•  If you or your spouse is the non-custodial parent, help each other to overcome any feelings of anxiety or helplessness over moving away from children by working as a family on a long distance plan. Include things such as staying in touch through social media, making plans for live video messaging, and creating a calendar that highlights dates the children will have their next face-to-face visit with family members.

 

Deployments. Where there is confusion over family roles there will always be stress, so it follows that the deployment of a spouse creates high role confusion. Deployments can force stepparents to take on the added role of full-time parent before they or the children may be ready for them to assume that role. It may also force a stepparent into dealing with an ex-spouse on highly stressful co-parenting matters. Try the following to lower your families stress before, during and after the deployment.

 

Before the deployment

 

  • Keep in mind that stepparents have no legal rights and require a notarized power of attorney from the biological parent in order to seek emergency medical treatment, to register stepchildren for school, or even to sign them up for extracurricular activities. Your base Judge Advocate General (JAG) can help you with this free of charge.

 

  • Be proactive and create a deployment parenting plan with your new spouse and your ex that includes routine life and emergency contingencies and an agreed upon course of action for each. Make sure to include picking up and dropping off children or arranging travel if required for visitation, medical emergency notification, payment of any child support, and any other possible issues that could affect your family and your ex while you are away.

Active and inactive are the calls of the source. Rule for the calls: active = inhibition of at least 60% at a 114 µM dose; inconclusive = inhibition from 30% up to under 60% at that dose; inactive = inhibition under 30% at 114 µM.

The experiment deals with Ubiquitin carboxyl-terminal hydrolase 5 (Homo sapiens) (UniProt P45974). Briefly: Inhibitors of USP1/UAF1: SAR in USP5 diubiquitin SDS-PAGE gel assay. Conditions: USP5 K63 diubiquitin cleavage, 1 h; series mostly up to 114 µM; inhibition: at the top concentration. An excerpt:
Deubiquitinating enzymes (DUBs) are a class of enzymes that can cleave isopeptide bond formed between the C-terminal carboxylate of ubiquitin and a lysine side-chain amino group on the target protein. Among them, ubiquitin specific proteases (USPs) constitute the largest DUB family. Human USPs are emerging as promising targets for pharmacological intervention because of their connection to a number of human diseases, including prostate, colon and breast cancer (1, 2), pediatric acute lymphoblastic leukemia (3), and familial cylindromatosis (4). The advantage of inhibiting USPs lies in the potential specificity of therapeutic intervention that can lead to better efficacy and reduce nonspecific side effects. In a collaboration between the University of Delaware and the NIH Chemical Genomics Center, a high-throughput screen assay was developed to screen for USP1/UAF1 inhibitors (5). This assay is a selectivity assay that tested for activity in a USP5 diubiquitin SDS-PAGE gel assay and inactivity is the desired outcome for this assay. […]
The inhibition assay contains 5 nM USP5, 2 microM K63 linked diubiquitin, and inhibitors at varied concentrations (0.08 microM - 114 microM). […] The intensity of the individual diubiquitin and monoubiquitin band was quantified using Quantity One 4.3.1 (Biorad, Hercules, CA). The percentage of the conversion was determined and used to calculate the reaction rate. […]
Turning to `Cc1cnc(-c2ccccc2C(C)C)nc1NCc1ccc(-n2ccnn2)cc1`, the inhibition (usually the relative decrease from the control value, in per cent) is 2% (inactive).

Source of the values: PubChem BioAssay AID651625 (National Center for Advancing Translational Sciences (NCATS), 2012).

During the deployment

 

  • Keep the deployed spouse updated on what is happening in the house with the understanding that they may not be able to respond to every issue you are facing given the stress they may be under at the time.

 

  • Utilize all of the resources of your base Family Readiness Group and Family Advocacy Programs to help you while your spouse is away. The base chapel is also a great place to seek help when you do not know where to turn.

 

After the deployment

 

  • Treat the re-integration stage of your deployment the same as you treated your first year as a new stepfamily. Take things slow and easy while gradually making changes back to the way you parented in both parent and stepparent roles before the deployment.

 

  • If needed, seek help early for any problem situations that might arise after the deployment. Use Military OneSource which offers six free, confidential, family and individual counseling sessions to active duty, guard, and reservists.